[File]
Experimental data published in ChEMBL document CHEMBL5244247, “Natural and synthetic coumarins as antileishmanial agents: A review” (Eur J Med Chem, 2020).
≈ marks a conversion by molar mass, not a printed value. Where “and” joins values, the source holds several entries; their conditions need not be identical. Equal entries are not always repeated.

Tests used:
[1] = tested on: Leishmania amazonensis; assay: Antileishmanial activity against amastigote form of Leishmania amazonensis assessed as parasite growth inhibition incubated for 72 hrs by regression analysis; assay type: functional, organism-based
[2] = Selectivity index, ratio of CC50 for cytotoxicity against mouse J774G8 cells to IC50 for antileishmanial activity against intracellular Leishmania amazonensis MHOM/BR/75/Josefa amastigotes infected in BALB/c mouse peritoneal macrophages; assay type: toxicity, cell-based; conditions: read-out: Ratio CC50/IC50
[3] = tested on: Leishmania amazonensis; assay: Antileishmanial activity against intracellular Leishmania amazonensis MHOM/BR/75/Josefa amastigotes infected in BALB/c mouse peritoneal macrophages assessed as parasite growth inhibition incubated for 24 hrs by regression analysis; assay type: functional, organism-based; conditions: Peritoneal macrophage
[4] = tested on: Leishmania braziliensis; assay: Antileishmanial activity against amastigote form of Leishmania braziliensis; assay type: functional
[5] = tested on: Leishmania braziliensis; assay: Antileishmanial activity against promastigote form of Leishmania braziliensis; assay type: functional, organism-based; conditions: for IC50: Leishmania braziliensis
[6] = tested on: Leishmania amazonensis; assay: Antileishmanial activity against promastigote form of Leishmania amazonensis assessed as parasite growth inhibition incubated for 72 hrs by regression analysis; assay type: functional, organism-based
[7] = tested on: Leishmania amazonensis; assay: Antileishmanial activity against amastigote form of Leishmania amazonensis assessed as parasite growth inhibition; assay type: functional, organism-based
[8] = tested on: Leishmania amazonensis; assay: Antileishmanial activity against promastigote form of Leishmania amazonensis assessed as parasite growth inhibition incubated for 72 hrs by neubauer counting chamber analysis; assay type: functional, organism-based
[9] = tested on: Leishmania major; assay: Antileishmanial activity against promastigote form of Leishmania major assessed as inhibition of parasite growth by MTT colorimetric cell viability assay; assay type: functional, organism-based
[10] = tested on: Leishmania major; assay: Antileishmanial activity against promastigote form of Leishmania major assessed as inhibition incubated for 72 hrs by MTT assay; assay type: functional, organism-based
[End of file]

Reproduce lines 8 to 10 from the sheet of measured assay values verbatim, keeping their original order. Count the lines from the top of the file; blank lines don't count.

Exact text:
[5] = tested on: Leishmania braziliensis; assay: Antileishmanial activity against promastigote form of Leishmania braziliensis; assay type: functional, organism-based; conditions: for IC50: Leishmania braziliensis
[6] = tested on: Leishmania amazonensis; assay: Antileishmanial activity against promastigote form of Leishmania amazonensis assessed as parasite growth inhibition incubated for 72 hrs by regression analysis; assay type: functional, organism-based
[7] = tested on: Leishmania amazonensis; assay: Antileishmanial activity against amastigote form of Leishmania amazonensis assessed as parasite growth inhibition; assay type: functional, organism-based